‘It’s a funny play, isn’t it,’ he tried to involve the class. They chewed gum and couldn’t give a shit. 

‘It’s not funny,’ I ventured for the first time, blushing deeply, ‘it’s sad, very sad.’ Some kids sniggered. Joe Sheerin turned to me with blue eyes full of wonder, and said:  ‘Thank you. You’ve obviously seen the play. You see, in English, funny has two  meanings. It also means strange. It’s a funny language, English.’ 

And he smiled with all the kindness I needed to rescue me from disappearing into the black hole of English. When I wrote my first essay, full of grammatical mistakes, inventive spelling and semantic horrors, Joe Sheerin asked me if I wrote poetry. He suggested I translate some poems and show them to him. He was a poet himself; only a poet could have thrown me the life-belt of encouragement I needed in order to swim in the deep, cold currents of my new language. I was almost ready to try writing in English, when our UK visas expired and we had to go back to Sofia to wait for new ones. I was accepted by Leeds University, my father was offered a permanent job in England - but we needed the visas. 

Those were dark times in Sofia: poverty, unemployment, power cuts, water cuts, shortages, mass immigration, and disillusion. My mother was diagnosed with a tumour and had to have hysterectomy. In the hospital, they had no sheets – only newspapers. I had a bladder infection, then stopped eating as an act of protest – against what, I didn’t know. My father went grey overnight. My sister was re-learning to be Bulgarian after two years in English schools. My boyfriend from England came to visit in the darkest winter of our family, and heroically fought through blizzards to buy Christmas cards for England. We waited ten interminable months for word from the Home Office. Bored and depressed, I enrolled in an intensive Spanish course. One more language couldn’t hurt, besides I had always liked the husky sounds of Spanish.  

For a month, I sat in a classroom and conjugated Spanish verbs in a sort of incantatory trance. Yo me voy, tu te vas, el se va, nosotros nos vamos, nosotros nos vamos, nosotros nos vamos…The world was out there, and I wanted to go and practise my languages. All I needed was a stamp in my passport. 

The Home Office sent us three visas – minus mine. I had turned 18, no longer a ‘dependent family member’. Fortunately, my parents had decided to have a back-up option and my father had applied for a lectureship in New Zealand. We became New Zealand residents before we even arrived in Dunedin some months later, thin and pallid from stress and passport complications. On our first supermarket trip, my father bought twenty five cartons of juice – every available variety in the supermarket - and arranged them in neat rows in the kitchen with a madman’s grin. 

But supermarket thrills aside, Dunedin at the time struck me as Calvinist, provincial, and distinctly untropical. They worshipped someone called Robbie Burns who was apparently Scottish, and had a strange way of speaking: instead of saying pen, they said pin; they said bid for bed, and fush and chups for fish and chips. There were no other Bulgarians in town, definitely no French, and few Europeans. It was Colchester all over again, except this time my boyfriend was far away, and worst of all - my English had lapsed. I made no difference between long and short vowels, so that when I said ‘shits’, I really meant ‘sheets’. Fortunately, the people of Dunedin were more polite than the kids in Joe Sheerin’s class. I wanted to study English literature but couldn’t muster the confidence, so I enrolled with French, Russian, and linguistics - my comfort zone.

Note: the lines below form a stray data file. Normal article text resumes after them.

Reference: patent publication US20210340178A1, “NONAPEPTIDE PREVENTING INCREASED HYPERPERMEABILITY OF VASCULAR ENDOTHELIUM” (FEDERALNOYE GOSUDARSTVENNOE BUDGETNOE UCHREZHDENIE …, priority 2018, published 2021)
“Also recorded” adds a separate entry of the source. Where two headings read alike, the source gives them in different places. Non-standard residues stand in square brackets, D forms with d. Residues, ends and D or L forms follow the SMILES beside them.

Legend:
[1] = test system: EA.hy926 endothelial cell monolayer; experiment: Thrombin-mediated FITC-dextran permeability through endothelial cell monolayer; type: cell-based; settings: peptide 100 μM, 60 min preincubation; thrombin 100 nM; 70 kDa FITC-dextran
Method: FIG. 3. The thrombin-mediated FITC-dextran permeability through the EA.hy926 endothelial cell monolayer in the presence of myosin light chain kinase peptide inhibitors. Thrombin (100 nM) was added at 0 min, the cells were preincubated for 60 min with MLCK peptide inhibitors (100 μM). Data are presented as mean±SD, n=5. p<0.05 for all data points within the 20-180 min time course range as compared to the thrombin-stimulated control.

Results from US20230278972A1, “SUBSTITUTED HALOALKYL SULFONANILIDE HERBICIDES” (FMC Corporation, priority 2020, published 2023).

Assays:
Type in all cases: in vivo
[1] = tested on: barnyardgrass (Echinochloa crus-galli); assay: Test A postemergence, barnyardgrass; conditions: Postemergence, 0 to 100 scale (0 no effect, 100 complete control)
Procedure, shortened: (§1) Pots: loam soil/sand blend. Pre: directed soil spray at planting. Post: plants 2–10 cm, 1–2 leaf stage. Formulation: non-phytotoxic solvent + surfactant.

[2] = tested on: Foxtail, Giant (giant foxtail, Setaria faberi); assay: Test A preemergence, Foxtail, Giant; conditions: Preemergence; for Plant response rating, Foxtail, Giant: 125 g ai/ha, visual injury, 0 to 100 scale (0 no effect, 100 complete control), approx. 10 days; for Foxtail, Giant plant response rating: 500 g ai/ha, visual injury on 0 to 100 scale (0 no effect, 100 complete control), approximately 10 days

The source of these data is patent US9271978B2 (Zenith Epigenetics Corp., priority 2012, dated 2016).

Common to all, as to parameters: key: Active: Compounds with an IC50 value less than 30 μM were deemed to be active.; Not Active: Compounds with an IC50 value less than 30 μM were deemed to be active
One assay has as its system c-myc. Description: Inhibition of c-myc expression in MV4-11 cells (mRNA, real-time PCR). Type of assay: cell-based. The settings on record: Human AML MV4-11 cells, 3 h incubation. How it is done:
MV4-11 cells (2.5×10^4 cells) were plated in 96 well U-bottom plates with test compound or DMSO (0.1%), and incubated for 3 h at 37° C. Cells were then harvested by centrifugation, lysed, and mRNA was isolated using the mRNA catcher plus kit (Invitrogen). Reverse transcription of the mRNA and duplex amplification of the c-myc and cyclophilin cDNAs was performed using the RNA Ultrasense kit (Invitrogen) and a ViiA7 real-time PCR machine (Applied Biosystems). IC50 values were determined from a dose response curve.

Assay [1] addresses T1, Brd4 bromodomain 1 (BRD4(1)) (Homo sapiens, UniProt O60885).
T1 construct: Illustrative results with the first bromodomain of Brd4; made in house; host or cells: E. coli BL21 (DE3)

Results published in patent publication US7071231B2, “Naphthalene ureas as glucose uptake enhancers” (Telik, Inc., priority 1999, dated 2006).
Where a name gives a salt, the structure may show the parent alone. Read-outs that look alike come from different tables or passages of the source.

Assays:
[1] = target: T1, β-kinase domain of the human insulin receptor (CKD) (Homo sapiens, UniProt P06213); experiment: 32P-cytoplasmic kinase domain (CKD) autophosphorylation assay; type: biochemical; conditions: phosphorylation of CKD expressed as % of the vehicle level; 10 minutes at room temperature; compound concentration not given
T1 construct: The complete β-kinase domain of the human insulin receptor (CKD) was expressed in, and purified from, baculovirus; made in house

I was a published poet in Bulgaria by now, and still thought, dreamt and wrote in Bulgarian. But as links with Bulgaria and England began to fade, it dawned on me that this was permanent, that my life from now on was the life of a migrant in an English-speaking country at the end of the world. France looked more out of reach than ever. I had to stop writing in Bulgarian. I had to start writing in English, translating wasn’t good enough anymore, it was like second-hand writing, and I was as ever sensitive to notions of second hand and second class. If someone else (Joseph Conrad) had done it at the age of 19, so could I. But I wanted it to happen overnight. I wanted to start writing in a literary tradition that I didn’t know, with a fluency I didn’t even have in speech yet. In my haste, I became stuck between two languages. In my writing, I had let go of Bulgarian, but I couldn’t go anywhere in English. I became speechless. 

I entered the transitional muteness of the immigrant Eva Hoffman conjures in Lost in Translation: a muteness of the mind. If you can’t formulate complex thoughts and images in some language, you become emptied of complex thoughts and images. You stop being yourself and enter a state of non-being, of invisibility. I was used to writing in Bulgarian like living in a well-appointed house: padding on soft carpets, muting the lights, glimpsing fantastical landscapes from the windows, conversing with the portraits of my ancestors on the walls, browsing the endless library. I was used to bringing the furniture of foreign languages into that house too – there was always room for more. But I had never tried writing poetry or fiction in another language – a completely different business from speaking well or simply conveying meaning, or even translating. Now that I tried, I found myself stranded in a mental no man’s land, with no shelter in sight and no familiar landmarks. Who were my ancestors? Who were my contemporaries? All I knew of English literature were the novels of Jack London, Ray Bradbury, and Hariett Beecher Stowe, and some Hamlet – all in Bulgarian translation. Where did I begin? Whom did I ask? I was studying French literature, after all – Sartre and Camus, my old friends. But they couldn’t help me now that I was in the thick of being and nothingness.